Skip navigation.

English 12 (exp)

00.0 Introduction to this Class (English 12)


Please be mindful of the fact that this course is not a credit "quick fix." It is a rigorous, college-preparatory class that is both time and labor intensive. Success here will require a serious and sustained effort on the part of the student. Please read the rest of the information below and the course syllabus thoroughly before you opt to enroll.

This is quarter of a full year class. Each unit of study consists of a series of informal journal entries and formal assignments. All journal entries and assignments must be completed and submitted in the order outlined. Assignments are to be handed in one at a time--not in bulk--so that students may apply concepts learned on earlier assignments to subsequent ones. (This helps students to avoid repeatedly making the same mistakes and also keeps the instructor from being swamped.) An assignment is not considered completed until it has received a formal grade. Assignments failing to achieve at least 60% of the ascribed point value will not be accepted for credit. Additionally, a student must earn a minimum of 60% of the available points on any given unit in order to receive credit for that unit. A student may not submit work on a new unit until the previous unit has been successfully completed.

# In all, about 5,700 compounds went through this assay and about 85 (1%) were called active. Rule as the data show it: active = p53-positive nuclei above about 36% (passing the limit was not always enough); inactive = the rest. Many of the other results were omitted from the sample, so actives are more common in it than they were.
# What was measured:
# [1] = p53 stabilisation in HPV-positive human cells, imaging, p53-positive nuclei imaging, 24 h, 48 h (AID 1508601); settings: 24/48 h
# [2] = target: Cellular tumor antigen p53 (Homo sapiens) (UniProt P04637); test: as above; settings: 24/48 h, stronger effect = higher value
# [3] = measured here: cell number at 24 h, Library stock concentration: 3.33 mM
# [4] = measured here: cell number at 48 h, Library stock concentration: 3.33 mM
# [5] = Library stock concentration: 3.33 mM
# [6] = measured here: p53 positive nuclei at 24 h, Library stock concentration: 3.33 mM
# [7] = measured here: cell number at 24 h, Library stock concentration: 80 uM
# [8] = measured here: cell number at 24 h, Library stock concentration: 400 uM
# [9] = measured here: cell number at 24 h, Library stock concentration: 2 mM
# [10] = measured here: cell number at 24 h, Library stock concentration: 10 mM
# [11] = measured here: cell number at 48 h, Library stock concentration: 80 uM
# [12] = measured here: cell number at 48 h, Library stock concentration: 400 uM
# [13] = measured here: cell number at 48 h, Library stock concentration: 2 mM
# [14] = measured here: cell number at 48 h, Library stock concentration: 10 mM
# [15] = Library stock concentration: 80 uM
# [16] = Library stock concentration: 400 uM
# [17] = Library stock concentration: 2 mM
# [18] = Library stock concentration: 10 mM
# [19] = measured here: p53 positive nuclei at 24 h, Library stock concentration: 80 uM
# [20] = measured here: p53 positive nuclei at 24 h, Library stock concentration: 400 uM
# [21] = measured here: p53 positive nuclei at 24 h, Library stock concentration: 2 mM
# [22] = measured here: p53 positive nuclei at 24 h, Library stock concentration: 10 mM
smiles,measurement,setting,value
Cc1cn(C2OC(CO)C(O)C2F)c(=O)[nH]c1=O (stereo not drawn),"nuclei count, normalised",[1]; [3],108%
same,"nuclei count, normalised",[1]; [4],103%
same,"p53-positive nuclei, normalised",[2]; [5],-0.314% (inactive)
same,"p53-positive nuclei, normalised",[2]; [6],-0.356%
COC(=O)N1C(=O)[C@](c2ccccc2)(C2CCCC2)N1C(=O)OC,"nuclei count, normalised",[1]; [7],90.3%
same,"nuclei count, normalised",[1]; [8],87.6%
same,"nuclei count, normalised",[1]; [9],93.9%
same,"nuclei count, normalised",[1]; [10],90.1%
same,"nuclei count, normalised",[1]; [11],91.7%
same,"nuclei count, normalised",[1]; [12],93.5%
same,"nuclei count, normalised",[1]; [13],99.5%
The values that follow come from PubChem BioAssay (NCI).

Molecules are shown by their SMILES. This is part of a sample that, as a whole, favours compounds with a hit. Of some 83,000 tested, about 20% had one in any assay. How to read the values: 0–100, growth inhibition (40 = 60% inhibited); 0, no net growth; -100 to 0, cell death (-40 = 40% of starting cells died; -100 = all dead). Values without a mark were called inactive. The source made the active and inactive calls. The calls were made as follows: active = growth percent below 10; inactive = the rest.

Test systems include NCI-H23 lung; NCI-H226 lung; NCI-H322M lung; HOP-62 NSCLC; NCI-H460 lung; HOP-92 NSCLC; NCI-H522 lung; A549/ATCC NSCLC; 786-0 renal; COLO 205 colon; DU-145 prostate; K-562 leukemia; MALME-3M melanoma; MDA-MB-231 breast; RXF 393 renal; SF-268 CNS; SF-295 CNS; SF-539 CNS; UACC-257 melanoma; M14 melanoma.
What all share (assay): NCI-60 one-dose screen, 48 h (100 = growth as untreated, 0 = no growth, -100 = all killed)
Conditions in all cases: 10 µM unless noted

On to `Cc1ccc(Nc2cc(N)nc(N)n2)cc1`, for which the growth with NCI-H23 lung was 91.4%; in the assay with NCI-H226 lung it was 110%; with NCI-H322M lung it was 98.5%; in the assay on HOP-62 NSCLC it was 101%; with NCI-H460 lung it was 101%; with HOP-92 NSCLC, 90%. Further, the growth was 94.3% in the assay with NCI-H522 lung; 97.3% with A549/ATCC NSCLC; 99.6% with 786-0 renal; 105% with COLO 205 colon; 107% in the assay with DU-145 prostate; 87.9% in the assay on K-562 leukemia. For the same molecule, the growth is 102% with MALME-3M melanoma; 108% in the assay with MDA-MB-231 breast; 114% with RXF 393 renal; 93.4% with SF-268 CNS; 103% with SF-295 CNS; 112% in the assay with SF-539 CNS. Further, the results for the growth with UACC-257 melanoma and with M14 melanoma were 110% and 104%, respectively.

Computer Information

Students taking this class should be able to successfully navigate the class with all its various features. Basic computer requirements include Internet access and word processing software.

Some PDF files may be used to present instructional handouts and examples of various assignments. As a result, the student will need to download the free Adobe Acrobat Reader plug-in.

Grading Information

You will find a journal entry prior to each formal assignment that informally introduces or prompts you to begin thinking about the corollary assignment. While journal entries are assessed based mostly on effort, all other assignments, unless otherwise specified, will be evaluated based on the Six-Trait Evaluation Rubric.
All journal entries and assignments will be given a point value. Academic grades will be awarded based on the following percentage breakdown: 94-100=A, 90-93=A-, 87-89=B+, 83-86=B, 80-82=B-, 77-79=C+, 73-76=C, 70-72=C-, 65-69=D+, 60-64=D, Below 60=F.

All work submitted must be original. A student who submits a plagiarized assignment will receive a zero on that assignment and a warning. A subsequent violation will result in the student being dropped form the class without credit.

Miscellaneous Information

To begin the class, please select the "Unit 01", link and review the material for the desired unit. From there, proceed to the assignments for that unit.

Be sure to check your email and the course announcements feature regularly. Also, be aware of the fact that you should keep copies locally of all work submitted, in case something gets lost in transmission or inadvertently deleted. Finally, be advised that if I do not receive work or an email from you in any given four-week period, you can be dropped from the course.

00.00 *Student supplies for English 12